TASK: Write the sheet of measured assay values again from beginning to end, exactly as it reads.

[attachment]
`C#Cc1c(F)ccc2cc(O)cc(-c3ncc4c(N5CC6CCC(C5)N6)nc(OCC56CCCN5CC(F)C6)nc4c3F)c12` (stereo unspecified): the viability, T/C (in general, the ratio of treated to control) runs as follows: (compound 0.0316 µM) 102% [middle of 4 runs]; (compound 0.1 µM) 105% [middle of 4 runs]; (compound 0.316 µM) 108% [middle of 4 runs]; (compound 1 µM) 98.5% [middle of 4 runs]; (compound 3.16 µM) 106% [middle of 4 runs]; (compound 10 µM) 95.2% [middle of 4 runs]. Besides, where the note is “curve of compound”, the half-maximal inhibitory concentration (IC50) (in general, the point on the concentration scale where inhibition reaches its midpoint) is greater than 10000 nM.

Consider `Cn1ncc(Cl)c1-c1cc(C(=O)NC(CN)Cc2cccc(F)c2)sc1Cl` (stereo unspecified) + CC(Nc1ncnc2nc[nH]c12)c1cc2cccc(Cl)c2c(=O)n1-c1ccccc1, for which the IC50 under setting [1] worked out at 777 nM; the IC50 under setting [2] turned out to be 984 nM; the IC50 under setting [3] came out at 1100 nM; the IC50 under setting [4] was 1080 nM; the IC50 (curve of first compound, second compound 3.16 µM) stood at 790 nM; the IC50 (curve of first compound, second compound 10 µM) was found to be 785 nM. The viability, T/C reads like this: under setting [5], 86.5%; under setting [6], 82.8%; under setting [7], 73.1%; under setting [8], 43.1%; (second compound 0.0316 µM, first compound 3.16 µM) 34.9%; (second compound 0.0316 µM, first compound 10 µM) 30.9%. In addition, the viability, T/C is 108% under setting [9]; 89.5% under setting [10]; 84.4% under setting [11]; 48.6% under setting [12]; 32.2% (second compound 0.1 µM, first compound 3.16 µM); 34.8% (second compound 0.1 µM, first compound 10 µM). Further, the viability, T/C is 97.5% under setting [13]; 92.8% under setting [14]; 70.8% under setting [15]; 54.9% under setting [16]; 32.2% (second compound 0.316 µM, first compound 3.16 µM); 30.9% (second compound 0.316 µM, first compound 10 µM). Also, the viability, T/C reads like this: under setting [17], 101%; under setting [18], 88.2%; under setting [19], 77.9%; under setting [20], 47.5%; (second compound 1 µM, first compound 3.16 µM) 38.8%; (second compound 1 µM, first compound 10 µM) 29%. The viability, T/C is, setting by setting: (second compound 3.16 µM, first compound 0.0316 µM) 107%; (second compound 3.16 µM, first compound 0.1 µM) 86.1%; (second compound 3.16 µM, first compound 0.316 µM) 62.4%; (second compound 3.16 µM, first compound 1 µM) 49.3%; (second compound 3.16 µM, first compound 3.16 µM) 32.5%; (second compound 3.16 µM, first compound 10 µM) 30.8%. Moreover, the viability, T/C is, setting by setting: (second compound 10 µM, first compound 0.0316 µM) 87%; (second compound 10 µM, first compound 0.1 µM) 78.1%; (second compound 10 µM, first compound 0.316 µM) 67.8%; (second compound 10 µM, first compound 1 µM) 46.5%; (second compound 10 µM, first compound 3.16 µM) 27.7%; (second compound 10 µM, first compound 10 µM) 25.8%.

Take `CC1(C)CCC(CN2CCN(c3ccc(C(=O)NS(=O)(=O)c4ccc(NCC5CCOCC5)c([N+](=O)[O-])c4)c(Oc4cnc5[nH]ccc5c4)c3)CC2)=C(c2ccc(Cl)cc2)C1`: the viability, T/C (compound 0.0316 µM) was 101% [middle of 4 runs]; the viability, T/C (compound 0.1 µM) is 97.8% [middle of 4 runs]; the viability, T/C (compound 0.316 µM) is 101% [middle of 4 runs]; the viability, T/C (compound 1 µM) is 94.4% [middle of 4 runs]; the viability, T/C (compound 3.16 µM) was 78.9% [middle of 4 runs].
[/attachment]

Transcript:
`C#Cc1c(F)ccc2cc(O)cc(-c3ncc4c(N5CC6CCC(C5)N6)nc(OCC56CCCN5CC(F)C6)nc4c3F)c12` (stereo unspecified): the viability, T/C (in general, the ratio of treated to control) runs as follows: (compound 0.0316 µM) 102% [middle of 4 runs]; (compound 0.1 µM) 105% [middle of 4 runs]; (compound 0.316 µM) 108% [middle of 4 runs]; (compound 1 µM) 98.5% [middle of 4 runs]; (compound 3.16 µM) 106% [middle of 4 runs]; (compound 10 µM) 95.2% [middle of 4 runs]. Besides, where the note is “curve of compound”, the half-maximal inhibitory concentration (IC50) (in general, the point on the concentration scale where inhibition reaches its midpoint) is greater than 10000 nM.

Consider `Cn1ncc(Cl)c1-c1cc(C(=O)NC(CN)Cc2cccc(F)c2)sc1Cl` (stereo unspecified) + CC(Nc1ncnc2nc[nH]c12)c1cc2cccc(Cl)c2c(=O)n1-c1ccccc1, for which the IC50 under setting [1] worked out at 777 nM; the IC50 under setting [2] turned out to be 984 nM; the IC50 under setting [3] came out at 1100 nM; the IC50 under setting [4] was 1080 nM; the IC50 (curve of first compound, second compound 3.16 µM) stood at 790 nM; the IC50 (curve of first compound, second compound 10 µM) was found to be 785 nM. The viability, T/C reads like this: under setting [5], 86.5%; under setting [6], 82.8%; under setting [7], 73.1%; under setting [8], 43.1%; (second compound 0.0316 µM, first compound 3.16 µM) 34.9%; (second compound 0.0316 µM, first compound 10 µM) 30.9%. In addition, the viability, T/C is 108% under setting [9]; 89.5% under setting [10]; 84.4% under setting [11]; 48.6% under setting [12]; 32.2% (second compound 0.1 µM, first compound 3.16 µM); 34.8% (second compound 0.1 µM, first compound 10 µM). Further, the viability, T/C is 97.5% under setting [13]; 92.8% under setting [14]; 70.8% under setting [15]; 54.9% under setting [16]; 32.2% (second compound 0.316 µM, first compound 3.16 µM); 30.9% (second compound 0.316 µM, first compound 10 µM). Also, the viability, T/C reads like this: under setting [17], 101%; under setting [18], 88.2%; under setting [19], 77.9%; under setting [20], 47.5%; (second compound 1 µM, first compound 3.16 µM) 38.8%; (second compound 1 µM, first compound 10 µM) 29%. The viability, T/C is, setting by setting: (second compound 3.16 µM, first compound 0.0316 µM) 107%; (second compound 3.16 µM, first compound 0.1 µM) 86.1%; (second compound 3.16 µM, first compound 0.316 µM) 62.4%; (second compound 3.16 µM, first compound 1 µM) 49.3%; (second compound 3.16 µM, first compound 3.16 µM) 32.5%; (second compound 3.16 µM, first compound 10 µM) 30.8%. Moreover, the viability, T/C is, setting by setting: (second compound 10 µM, first compound 0.0316 µM) 87%; (second compound 10 µM, first compound 0.1 µM) 78.1%; (second compound 10 µM, first compound 0.316 µM) 67.8%; (second compound 10 µM, first compound 1 µM) 46.5%; (second compound 10 µM, first compound 3.16 µM) 27.7%; (second compound 10 µM, first compound 10 µM) 25.8%.

Take `CC1(C)CCC(CN2CCN(c3ccc(C(=O)NS(=O)(=O)c4ccc(NCC5CCOCC5)c([N+](=O)[O-])c4)c(Oc4cnc5[nH]ccc5c4)c3)CC2)=C(c2ccc(Cl)cc2)C1`: the viability, T/C (compound 0.0316 µM) was 101% [middle of 4 runs]; the viability, T/C (compound 0.1 µM) is 97.8% [middle of 4 runs]; the viability, T/C (compound 0.316 µM) is 101% [middle of 4 runs]; the viability, T/C (compound 1 µM) is 94.4% [middle of 4 runs]; the viability, T/C (compound 3.16 µM) was 78.9% [middle of 4 runs].